Towards Theoretical Foundations of Unsupervised Deep Learning

PI: Aleksander Madry, Department of Electrical Engineering & Computer Science, MIT


Generative adversarial networks (GANs) are a general approach to tackling unsupervised learning tasks using deep neural networks. This approach is widely used and very successful in practice, but not really understood from theoretical point of view. This proposal aims to remedy that problem by developing theoretical foundations for studying GANs and, more broadly, unsupervised deep learning. Specifically, the PI will build a rigorousand principled framework for unsupervised deep learning using GANs, and analyze its expressive power and complexity. The resulting understanding will then be used to guide the design of new, improved methods for training GANs. These methods, and the heuristics they inspire, will be tested experimentally. 


  • Project Title: Towards Theoretical Foundations of Unsupervised Deep Learning
  • Principal Investigator: Aleksander Madry, Department of Electrical Engineering & Computer Science, MIT
  • Grant Period: February 2017 – January 2018


The research supported by the project “Towards Theoretical Foundations of Unsupervised Deep Learning” led to two key results:

  1. The first result [2] gives a precise understanding of the impact of using first order-based approximation methods in Generative Adversarial Network (GAN) training. More precisely, it shows that some of the widely used heuristics for training GANs are fundamentally unable to lead to reliable and fully successful training. It also puts forth the first fully rigorous proof of successful convergence of GAN training for a non-trivial class of distributions.
  2. The second one [3] provides a general, automatic and scalable framework for evaluating the quality of state-of-the-art GANs. Specifically, its goal is to evaluate to what extent are such GANs able to capture important diversity aspects of the distribution they are trained on.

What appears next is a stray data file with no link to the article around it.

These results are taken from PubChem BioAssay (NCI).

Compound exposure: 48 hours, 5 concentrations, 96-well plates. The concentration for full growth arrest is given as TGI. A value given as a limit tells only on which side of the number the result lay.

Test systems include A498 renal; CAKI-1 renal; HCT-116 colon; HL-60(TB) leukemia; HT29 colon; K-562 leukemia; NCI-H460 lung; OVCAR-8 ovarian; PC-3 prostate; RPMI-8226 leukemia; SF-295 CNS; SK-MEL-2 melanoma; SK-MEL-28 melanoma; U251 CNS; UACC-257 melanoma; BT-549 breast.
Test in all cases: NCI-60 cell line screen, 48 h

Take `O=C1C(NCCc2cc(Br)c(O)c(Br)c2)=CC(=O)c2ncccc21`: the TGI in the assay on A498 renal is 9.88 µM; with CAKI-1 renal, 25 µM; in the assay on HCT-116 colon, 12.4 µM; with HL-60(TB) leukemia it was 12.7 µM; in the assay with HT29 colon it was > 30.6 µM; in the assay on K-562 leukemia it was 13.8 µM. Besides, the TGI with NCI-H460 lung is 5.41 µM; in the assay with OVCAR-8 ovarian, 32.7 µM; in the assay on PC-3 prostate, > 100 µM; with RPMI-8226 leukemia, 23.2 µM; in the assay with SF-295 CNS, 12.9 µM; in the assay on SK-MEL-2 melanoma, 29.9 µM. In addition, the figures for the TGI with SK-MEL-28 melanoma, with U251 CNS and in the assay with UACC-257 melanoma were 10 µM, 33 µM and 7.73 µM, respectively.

Beyond this research, this proposal also led to PI’s visit to Skoltech. This visit provided him with an opportunity to learn about the research of Skoltech’s faculty and the exciting vision of the school. Below we describe the above-mentioned results in more detail.

Towards Understanding the Dynamics of Generative Adversarial Networks

Generative Adversarial Networks (GANs) have recently been proposed as a novel framework for learning generative models [1]. In a nutshell, the key idea of GANs is to learn both the generative model and the loss function at the same time. The resulting training dynamics are usually described as a game between a generator (the generative model) and a discriminator (the loss function). The goal of the generator is to produce realistic samples that fool the discriminator, while the discriminator is trained to distinguish between the true training data and samples from the generator. GANs have shown promising results on a variety of tasks, and there is now a large body of work that explores the power of this framework [4].

Unfortunately, reliably training GANs is a challenging problem that often hinders further  research and applicability in this area. Practitioners have encountered a variety of obstacles in this context such as vanishing gradients, mode collapse, and diverging or oscillatory behavior. At the same time, the theoretical underpinnings of GAN dynamics are not yet well understood. To date, there were no convergence proofs for GAN models, even in very simple settings. As a result, the root cause of frequent failures of GAN dynamics in practice remains unclear.

Our result takes a first step towards a principled understanding of GAN dynamics. Our general methodology is to propose and examine a problem setup that exhibits all common failure cases of GAN dynamics while remaining sufficiently simple to allow for a rigorous analysis. Concretely, we introduce and study the GMM-GAN: a variant of GAN dynamics that captures learning a mixture of two univariate Gaussians. We first show experimentally that standard gradient dynamics of the GMM-GAN often fail to converge due to mode collapse or oscillatory behavior. Interestingly, this also holds for techniques that were recently proposed to improve GAN training such as unrolled GANs [5]